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Braking is very important in karting. It controls the entry into the turn, which in turn determines the acceleration. Excessive braking will probably spin the kart as only the rear wheels have brakes. It will likely cause a skid and a loss of grip, and as we saw earlier, oversteer. However, insufficient braking will cause you to enter the turn too fast, losing the ability to steer, i.e. understeer.

On a kart, it is important to know that the brakes do not react anything like those of a car. If you want to brake hard, you need to really push the pedal to the limit before releasing it very gradually. In order to optimize the balance of the kart, and therefore improve the handling, you have to stop braking before cornering, so when coming to a turn it is necessary to follow this sequence :

Release the accelerator pedal

Brake hard

Release the brake pedal


Accelerate gradually and as soon as possible (the best drivers maintain a slight acceleration throughout the turn).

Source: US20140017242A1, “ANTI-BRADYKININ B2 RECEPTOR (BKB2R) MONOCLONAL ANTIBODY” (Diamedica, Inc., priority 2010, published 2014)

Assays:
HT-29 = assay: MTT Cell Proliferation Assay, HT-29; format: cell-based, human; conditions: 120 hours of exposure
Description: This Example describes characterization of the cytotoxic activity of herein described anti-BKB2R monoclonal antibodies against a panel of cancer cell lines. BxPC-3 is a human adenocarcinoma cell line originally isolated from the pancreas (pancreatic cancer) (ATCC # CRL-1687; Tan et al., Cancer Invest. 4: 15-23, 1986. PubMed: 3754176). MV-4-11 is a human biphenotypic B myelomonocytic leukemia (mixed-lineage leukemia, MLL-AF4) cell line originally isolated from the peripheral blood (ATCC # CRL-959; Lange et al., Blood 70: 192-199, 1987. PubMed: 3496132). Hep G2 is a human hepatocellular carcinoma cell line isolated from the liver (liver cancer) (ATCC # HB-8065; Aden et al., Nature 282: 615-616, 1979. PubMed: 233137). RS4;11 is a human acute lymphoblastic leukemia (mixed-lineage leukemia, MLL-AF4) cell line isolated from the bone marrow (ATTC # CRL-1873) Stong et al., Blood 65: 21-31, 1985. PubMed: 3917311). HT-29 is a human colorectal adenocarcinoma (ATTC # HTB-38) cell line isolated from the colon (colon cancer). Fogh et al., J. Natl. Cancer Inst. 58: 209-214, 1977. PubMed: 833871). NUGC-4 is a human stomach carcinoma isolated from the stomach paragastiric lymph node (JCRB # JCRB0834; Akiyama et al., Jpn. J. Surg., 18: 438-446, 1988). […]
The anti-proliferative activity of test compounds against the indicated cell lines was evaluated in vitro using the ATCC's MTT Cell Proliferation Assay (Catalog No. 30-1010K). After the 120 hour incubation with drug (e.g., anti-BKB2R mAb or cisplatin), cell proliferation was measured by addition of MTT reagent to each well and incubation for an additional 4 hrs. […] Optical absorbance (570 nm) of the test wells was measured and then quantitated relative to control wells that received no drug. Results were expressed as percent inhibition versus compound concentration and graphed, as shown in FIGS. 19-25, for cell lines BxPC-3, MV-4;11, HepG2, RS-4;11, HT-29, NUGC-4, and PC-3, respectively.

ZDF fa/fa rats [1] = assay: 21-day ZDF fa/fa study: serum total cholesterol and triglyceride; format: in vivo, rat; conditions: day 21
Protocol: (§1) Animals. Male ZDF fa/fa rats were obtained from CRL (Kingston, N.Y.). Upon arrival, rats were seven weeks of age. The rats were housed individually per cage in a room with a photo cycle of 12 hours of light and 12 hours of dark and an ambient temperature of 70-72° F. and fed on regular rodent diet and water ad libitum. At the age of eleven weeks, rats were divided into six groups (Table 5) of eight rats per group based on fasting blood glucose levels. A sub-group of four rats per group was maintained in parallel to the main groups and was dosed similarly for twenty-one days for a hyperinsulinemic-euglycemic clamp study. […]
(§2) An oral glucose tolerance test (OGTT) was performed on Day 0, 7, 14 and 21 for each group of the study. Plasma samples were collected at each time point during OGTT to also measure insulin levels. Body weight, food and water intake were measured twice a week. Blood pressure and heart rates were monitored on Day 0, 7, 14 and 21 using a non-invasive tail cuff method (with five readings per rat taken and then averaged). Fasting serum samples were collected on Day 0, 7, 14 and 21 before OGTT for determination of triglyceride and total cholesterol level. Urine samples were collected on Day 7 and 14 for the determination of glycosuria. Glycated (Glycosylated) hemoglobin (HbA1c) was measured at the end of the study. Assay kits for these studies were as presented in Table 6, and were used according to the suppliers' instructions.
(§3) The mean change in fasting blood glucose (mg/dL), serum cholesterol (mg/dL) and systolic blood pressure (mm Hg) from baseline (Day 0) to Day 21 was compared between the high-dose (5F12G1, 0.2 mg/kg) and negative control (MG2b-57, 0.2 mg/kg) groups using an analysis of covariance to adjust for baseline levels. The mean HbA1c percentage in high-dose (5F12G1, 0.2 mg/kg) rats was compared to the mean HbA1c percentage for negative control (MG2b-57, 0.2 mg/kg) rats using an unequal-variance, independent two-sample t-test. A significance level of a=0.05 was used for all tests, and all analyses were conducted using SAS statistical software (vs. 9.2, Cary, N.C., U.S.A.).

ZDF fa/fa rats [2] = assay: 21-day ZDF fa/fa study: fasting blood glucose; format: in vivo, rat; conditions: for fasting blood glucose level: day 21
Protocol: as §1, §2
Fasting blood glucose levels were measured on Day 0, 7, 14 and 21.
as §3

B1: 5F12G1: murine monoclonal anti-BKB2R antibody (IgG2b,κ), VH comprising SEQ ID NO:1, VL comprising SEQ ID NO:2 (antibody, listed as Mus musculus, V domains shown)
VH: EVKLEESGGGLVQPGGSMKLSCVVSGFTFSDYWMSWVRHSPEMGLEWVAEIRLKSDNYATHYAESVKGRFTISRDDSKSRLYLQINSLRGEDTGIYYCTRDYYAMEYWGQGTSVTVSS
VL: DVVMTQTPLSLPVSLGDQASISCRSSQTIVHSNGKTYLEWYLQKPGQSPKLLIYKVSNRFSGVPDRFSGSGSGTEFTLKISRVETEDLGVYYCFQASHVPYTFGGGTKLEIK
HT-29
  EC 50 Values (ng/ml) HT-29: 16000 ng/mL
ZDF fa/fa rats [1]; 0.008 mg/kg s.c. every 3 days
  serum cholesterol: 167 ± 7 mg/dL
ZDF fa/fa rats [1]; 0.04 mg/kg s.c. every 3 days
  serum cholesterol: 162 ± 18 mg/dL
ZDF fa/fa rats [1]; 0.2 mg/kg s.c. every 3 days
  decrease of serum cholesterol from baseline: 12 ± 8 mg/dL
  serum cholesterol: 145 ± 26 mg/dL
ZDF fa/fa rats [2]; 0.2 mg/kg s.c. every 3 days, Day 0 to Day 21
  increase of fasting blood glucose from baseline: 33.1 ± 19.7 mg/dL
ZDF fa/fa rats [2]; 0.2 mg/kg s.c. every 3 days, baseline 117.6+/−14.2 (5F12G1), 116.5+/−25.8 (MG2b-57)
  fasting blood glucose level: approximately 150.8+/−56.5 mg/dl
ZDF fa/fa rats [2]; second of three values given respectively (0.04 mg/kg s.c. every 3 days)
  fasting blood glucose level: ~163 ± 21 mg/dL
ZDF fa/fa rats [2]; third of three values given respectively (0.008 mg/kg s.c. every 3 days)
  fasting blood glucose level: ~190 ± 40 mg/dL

If you use this method you can avoid going off the track or colliding with the edges. In karting it is important to remember that:

You accelerate or brake, but not both at the same time (if you do, you’ll spin)

You only brake while the steering wheel is straight (except in the case of emergency braking)

It is strongly recommended (except for beginners) that you always use one of the pedals, never let the kart “coast”, this can help you pick up a few extra tenths.

Introduction section
   The flags and their meanings
   Oversteer / Understeer
   The racing line : theorical approach
   The racing line : examples
In depth
   Special racing lines
the rain
   The tight corner
   Trail braking
   Looking for sponsors


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